Enhancements in the Leupold GX-1i2 from the prior version is slight (so if you have the highly rated Leupold GX-1i it probably isn’t worthwhile to run out and upgrade), and includes a slightly different size, 50% more actuations (up to >6K before a new battery is needed), and an improved pin-seeking capability (“Pinhunter 2”) which Leupold markets as even better at picking up flagsticks and filtering out background objects.
The Leupold GX-1i2 has an plastic shell and an LCD display, all in a solid form factor. Curiously, while lacking slope readings, it is still the largest Leupold rangefinder, though at 4.2″ x 3.0″ x 1.6″, only by a slight margin. The plastic shell keeps the weight down to 6.8 ounces.
Distance readings are up to 800 yards, and flagstick range to 400 yards at +/- six inches. The Leupold GX-ai2 can provides distances while panning, and also lock on to flagsticks equipped with prisms via its “Prism Lock” technology (it will emit an audible beep if you like). There are a wacky 7 (!) aiming reticles to select from as well. Other features consistent with the prior version include Fog Mode, distances in yards/meters, and 6x magnification.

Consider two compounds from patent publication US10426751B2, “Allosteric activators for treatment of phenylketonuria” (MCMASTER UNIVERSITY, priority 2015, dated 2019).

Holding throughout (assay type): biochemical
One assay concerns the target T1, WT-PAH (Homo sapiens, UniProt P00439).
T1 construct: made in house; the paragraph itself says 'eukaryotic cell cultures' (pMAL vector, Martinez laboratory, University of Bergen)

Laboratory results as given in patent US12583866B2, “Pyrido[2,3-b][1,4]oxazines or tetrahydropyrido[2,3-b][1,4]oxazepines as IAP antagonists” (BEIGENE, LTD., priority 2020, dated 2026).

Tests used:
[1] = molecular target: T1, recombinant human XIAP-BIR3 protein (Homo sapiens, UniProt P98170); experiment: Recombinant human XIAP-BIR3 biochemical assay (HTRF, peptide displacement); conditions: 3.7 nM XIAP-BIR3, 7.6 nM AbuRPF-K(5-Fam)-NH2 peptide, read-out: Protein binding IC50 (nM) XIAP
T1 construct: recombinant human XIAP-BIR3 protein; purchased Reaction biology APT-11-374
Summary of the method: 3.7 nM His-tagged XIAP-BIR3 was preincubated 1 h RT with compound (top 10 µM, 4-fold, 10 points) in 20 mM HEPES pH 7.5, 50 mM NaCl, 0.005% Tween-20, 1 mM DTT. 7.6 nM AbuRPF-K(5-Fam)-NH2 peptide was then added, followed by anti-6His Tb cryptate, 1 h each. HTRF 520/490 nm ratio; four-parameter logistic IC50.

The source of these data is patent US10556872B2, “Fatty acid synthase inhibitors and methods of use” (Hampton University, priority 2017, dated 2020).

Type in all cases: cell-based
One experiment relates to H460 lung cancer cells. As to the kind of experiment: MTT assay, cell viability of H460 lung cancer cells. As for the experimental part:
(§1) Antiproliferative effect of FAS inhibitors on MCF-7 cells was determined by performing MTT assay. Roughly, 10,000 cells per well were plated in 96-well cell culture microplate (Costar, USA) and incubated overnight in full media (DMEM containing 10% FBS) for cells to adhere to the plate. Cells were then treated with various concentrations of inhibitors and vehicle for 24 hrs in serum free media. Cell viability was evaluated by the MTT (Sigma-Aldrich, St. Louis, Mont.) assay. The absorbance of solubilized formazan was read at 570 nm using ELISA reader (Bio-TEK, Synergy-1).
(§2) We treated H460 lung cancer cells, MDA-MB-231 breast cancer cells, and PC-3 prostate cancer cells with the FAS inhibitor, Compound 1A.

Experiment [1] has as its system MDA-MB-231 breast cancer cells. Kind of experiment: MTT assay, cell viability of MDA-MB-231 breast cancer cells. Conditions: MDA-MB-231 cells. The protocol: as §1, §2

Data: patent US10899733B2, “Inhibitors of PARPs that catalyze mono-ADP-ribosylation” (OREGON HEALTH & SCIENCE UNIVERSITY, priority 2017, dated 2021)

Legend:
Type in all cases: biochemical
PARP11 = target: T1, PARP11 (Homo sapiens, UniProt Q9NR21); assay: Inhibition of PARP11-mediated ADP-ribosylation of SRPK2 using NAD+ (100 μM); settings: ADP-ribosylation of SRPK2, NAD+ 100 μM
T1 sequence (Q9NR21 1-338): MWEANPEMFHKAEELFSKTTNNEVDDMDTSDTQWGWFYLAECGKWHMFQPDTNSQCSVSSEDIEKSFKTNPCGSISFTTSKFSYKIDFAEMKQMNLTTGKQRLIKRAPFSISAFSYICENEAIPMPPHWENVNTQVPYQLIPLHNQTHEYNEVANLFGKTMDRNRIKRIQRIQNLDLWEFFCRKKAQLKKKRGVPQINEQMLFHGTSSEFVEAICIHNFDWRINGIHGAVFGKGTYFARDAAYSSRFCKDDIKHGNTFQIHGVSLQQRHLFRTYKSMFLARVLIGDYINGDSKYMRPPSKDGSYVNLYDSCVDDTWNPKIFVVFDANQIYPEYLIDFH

We found the original PinCaddie performance didn’t match that of the rest of the line or the competition, and we don’t expect that to change with the PinCaddie 2. It still has a lower maximum targeting range as well, an indicator that is worthwhile to compare across devices.
At just under $400 the Leupold GX-1i2 isn’t inexpensive, but we have found that Leupold laser rangefinders (excluding the PinCaddie line) so be of consistently high quality.
Retail price: $374.99
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